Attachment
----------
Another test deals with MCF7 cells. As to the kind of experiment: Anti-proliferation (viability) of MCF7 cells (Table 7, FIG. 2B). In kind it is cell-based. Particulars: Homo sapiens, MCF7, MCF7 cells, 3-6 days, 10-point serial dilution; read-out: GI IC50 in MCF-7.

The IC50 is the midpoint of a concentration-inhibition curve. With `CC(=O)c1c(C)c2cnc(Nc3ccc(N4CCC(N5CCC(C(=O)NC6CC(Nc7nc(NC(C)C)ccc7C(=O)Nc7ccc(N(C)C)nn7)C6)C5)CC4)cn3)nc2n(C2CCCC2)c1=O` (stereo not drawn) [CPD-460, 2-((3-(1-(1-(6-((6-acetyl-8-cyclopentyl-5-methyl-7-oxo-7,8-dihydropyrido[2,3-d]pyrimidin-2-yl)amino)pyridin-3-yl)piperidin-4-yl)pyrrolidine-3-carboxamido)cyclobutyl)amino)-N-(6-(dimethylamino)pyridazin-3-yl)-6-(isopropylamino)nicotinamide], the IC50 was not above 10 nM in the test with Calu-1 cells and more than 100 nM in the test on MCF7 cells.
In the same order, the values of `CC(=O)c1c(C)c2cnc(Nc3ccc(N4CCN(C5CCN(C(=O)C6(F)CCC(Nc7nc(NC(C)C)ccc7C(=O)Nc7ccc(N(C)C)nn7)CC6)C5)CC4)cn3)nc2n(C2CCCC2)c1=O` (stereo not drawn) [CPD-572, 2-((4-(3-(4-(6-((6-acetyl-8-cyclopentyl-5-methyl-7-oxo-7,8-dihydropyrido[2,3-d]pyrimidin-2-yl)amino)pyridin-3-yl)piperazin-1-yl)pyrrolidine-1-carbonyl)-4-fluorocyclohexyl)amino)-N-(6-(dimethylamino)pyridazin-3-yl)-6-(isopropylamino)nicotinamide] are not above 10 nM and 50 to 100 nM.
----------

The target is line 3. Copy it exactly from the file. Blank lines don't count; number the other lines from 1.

In the same order, the values of `CC(=O)c1c(C)c2cnc(Nc3ccc(N4CCN(C5CCN(C(=O)C6(F)CCC(Nc7nc(NC(C)C)ccc7C(=O)Nc7ccc(N(C)C)nn7)CC6)C5)CC4)cn3)nc2n(C2CCCC2)c1=O` (stereo not drawn) [CPD-572, 2-((4-(3-(4-(6-((6-acetyl-8-cyclopentyl-5-methyl-7-oxo-7,8-dihydropyrido[2,3-d]pyrimidin-2-yl)amino)pyridin-3-yl)piperazin-1-yl)pyrrolidine-1-carbonyl)-4-fluorocyclohexyl)amino)-N-(6-(dimethylamino)pyridazin-3-yl)-6-(isopropylamino)nicotinamide] are not above 10 nM and 50 to 100 nM.